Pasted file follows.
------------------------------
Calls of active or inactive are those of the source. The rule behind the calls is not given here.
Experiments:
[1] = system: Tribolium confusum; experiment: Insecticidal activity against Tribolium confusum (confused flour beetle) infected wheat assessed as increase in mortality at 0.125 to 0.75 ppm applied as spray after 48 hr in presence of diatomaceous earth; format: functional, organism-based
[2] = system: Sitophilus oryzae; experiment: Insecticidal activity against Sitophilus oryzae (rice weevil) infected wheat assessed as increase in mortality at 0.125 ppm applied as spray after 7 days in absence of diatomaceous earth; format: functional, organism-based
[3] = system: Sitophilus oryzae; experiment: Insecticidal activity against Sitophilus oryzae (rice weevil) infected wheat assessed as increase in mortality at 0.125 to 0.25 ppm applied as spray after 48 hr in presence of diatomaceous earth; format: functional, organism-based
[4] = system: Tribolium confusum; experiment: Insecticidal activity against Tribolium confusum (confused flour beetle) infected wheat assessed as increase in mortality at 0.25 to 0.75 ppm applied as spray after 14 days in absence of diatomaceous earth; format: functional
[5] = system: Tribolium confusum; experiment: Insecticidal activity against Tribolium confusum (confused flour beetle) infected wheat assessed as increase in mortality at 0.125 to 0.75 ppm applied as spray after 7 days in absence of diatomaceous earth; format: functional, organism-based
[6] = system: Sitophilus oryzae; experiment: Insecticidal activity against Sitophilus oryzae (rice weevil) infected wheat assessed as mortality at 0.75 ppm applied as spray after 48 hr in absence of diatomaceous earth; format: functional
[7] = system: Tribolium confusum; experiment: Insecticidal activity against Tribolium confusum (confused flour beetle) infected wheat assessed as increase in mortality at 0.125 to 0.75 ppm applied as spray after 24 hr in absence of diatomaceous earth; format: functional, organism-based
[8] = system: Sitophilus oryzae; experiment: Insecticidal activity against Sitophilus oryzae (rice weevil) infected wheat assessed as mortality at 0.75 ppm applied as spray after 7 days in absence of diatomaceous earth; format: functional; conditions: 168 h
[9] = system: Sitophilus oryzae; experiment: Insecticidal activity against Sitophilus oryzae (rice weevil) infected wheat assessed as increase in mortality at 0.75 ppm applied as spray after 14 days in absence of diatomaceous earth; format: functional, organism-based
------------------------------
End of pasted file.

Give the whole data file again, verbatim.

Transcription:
Calls of active or inactive are those of the source. The rule behind the calls is not given here.
Experiments:
[1] = system: Tribolium confusum; experiment: Insecticidal activity against Tribolium confusum (confused flour beetle) infected wheat assessed as increase in mortality at 0.125 to 0.75 ppm applied as spray after 48 hr in presence of diatomaceous earth; format: functional, organism-based
[2] = system: Sitophilus oryzae; experiment: Insecticidal activity against Sitophilus oryzae (rice weevil) infected wheat assessed as increase in mortality at 0.125 ppm applied as spray after 7 days in absence of diatomaceous earth; format: functional, organism-based
[3] = system: Sitophilus oryzae; experiment: Insecticidal activity against Sitophilus oryzae (rice weevil) infected wheat assessed as increase in mortality at 0.125 to 0.25 ppm applied as spray after 48 hr in presence of diatomaceous earth; format: functional, organism-based
[4] = system: Tribolium confusum; experiment: Insecticidal activity against Tribolium confusum (confused flour beetle) infected wheat assessed as increase in mortality at 0.25 to 0.75 ppm applied as spray after 14 days in absence of diatomaceous earth; format: functional
[5] = system: Tribolium confusum; experiment: Insecticidal activity against Tribolium confusum (confused flour beetle) infected wheat assessed as increase in mortality at 0.125 to 0.75 ppm applied as spray after 7 days in absence of diatomaceous earth; format: functional, organism-based
[6] = system: Sitophilus oryzae; experiment: Insecticidal activity against Sitophilus oryzae (rice weevil) infected wheat assessed as mortality at 0.75 ppm applied as spray after 48 hr in absence of diatomaceous earth; format: functional
[7] = system: Tribolium confusum; experiment: Insecticidal activity against Tribolium confusum (confused flour beetle) infected wheat assessed as increase in mortality at 0.125 to 0.75 ppm applied as spray after 24 hr in absence of diatomaceous earth; format: functional, organism-based
[8] = system: Sitophilus oryzae; experiment: Insecticidal activity against Sitophilus oryzae (rice weevil) infected wheat assessed as mortality at 0.75 ppm applied as spray after 7 days in absence of diatomaceous earth; format: functional; conditions: 168 h
[9] = system: Sitophilus oryzae; experiment: Insecticidal activity against Sitophilus oryzae (rice weevil) infected wheat assessed as increase in mortality at 0.75 ppm applied as spray after 14 days in absence of diatomaceous earth; format: functional, organism-based